There are about 7,500 IIM alumni in the US. In 2005, I felt the IIM alumni could come together and create a synergy, a platform where they could network, share their thoughts and also give back to the local community there. IIM Americas has grown by leaps and bounds, and we have 13 chapters in the US. The thing is IIMs don’t have the same reputation as the IITs. There are thousands of IITians in the US. Because of the technological revolution, the IITians set up companies and are entrepreneurs and job-providers. Thus they are visible in American society as wealth-creators. In contrast IIM Alumni are fewer.

What does the IIM alumni association there do? Does it further the cause of the Indian MBA, what do you hope to achieve?

The IIMs are well-known in US’ academic circles. That is because IIM graduates become professors and are known and respected. But outside the universities, when you think about the corporate world and the general public, the IIMs are not well-known. The IIM Americas comes up with programmes that integrate the alumni better into the local communities. When you do that then automatically people will start talking about the IIMs. We believe that showing and not telling will help spread the word about what the IIMs in India are all about.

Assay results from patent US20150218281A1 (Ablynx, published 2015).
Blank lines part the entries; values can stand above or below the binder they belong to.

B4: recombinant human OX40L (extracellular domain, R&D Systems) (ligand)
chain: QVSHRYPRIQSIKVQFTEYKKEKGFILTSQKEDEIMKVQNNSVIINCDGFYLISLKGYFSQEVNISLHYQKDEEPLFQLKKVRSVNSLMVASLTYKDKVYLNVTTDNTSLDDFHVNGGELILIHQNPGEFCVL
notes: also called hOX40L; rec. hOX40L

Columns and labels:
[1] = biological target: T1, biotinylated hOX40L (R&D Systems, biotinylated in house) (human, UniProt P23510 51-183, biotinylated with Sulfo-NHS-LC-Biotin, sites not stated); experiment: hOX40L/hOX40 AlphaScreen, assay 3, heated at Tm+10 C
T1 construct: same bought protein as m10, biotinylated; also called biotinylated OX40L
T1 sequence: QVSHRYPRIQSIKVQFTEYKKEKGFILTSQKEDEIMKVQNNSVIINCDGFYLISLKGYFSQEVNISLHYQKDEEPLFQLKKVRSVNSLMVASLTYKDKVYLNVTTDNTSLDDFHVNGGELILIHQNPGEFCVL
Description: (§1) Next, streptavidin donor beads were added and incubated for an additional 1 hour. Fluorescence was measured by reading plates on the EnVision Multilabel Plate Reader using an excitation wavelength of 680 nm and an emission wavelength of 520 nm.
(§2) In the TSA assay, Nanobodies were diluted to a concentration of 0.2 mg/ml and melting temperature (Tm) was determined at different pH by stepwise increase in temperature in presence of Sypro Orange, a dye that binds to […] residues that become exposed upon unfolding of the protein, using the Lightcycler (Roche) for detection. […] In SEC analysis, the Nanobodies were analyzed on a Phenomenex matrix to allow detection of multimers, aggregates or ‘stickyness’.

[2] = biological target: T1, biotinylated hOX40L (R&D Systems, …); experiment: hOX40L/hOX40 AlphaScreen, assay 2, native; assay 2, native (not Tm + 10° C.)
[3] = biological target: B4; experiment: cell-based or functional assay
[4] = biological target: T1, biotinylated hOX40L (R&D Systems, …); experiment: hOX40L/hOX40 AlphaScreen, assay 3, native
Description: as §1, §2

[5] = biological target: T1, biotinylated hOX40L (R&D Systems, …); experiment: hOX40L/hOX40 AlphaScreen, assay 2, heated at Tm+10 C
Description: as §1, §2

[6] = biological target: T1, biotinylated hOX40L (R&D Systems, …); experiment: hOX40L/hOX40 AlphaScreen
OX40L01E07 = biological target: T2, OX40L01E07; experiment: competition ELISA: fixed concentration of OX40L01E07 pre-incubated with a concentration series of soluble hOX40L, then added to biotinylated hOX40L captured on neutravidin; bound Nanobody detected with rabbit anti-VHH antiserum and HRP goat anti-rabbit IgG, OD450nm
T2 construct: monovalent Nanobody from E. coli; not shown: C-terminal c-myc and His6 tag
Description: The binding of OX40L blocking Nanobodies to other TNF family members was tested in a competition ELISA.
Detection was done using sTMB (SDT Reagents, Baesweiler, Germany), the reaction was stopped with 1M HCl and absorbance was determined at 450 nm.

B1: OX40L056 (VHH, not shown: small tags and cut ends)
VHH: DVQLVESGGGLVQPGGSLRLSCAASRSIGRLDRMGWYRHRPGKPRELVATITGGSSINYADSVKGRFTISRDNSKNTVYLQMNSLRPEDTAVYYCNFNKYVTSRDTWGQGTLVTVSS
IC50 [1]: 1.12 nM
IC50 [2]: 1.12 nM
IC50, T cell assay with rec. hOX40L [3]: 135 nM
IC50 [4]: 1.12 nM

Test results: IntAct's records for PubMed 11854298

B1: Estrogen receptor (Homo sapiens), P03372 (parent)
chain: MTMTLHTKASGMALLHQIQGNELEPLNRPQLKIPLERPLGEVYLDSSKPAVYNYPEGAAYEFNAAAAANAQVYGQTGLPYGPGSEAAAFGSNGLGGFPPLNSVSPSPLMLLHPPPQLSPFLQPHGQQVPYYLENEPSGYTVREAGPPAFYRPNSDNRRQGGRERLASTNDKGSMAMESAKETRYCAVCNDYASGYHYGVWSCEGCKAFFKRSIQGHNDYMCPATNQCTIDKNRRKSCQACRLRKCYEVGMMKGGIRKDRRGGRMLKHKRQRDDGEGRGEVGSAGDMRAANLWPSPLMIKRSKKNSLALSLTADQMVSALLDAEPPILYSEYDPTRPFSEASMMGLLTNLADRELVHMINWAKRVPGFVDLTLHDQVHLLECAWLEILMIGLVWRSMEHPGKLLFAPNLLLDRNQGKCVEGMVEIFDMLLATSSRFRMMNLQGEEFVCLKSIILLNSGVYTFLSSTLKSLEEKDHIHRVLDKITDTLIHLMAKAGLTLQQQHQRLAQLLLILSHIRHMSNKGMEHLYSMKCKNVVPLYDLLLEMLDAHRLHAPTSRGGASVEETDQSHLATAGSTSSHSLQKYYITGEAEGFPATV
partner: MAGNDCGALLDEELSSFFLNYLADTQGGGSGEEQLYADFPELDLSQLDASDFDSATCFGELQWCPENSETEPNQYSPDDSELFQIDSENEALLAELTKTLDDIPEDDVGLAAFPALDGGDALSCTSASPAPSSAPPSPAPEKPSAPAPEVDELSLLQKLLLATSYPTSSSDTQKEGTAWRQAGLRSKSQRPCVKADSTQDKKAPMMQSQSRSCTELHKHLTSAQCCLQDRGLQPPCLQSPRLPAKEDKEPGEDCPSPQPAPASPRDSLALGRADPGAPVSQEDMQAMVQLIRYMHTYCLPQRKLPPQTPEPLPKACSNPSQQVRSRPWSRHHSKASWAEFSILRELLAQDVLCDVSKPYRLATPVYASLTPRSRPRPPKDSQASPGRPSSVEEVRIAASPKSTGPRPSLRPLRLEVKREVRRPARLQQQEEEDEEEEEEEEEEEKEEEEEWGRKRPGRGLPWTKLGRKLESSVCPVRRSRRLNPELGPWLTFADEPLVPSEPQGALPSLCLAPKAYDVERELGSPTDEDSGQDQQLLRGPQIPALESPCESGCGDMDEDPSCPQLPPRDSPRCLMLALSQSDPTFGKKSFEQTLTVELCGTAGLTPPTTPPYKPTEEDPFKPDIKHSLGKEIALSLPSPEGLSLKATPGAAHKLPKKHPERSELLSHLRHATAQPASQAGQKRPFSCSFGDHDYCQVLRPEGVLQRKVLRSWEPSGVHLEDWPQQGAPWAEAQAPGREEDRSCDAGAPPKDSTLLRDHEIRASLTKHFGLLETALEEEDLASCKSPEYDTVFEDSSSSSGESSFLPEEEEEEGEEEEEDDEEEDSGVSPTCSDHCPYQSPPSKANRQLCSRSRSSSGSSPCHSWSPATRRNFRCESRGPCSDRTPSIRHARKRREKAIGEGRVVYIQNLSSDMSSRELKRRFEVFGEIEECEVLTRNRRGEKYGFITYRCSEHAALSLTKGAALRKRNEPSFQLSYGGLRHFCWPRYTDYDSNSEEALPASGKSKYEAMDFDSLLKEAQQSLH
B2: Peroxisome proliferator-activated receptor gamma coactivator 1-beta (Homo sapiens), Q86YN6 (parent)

What is the role of liberal education and how can it help students?

In the US it is very expensive to go to colleges. You have to pay your way through college and you become very independent. The choice that a student faces is: should I take a loan and study in a college or should I work for sometime, save some money, and then go to college? It is a very financial important decision and its life changing. College education there is very intense, very authentic and very sincere. In the US education is a process of making mature and well-rounded personalities. By definition you focus on what you want to do but also learn other subjects, which makes you a very well-rounded personality.

What liberal education does is it helps students discover their passion, and provides them an opportunity to dabble in several areas before making that critical choice of what they want their career to be, and in the process this gives them skill sets which will be useful for life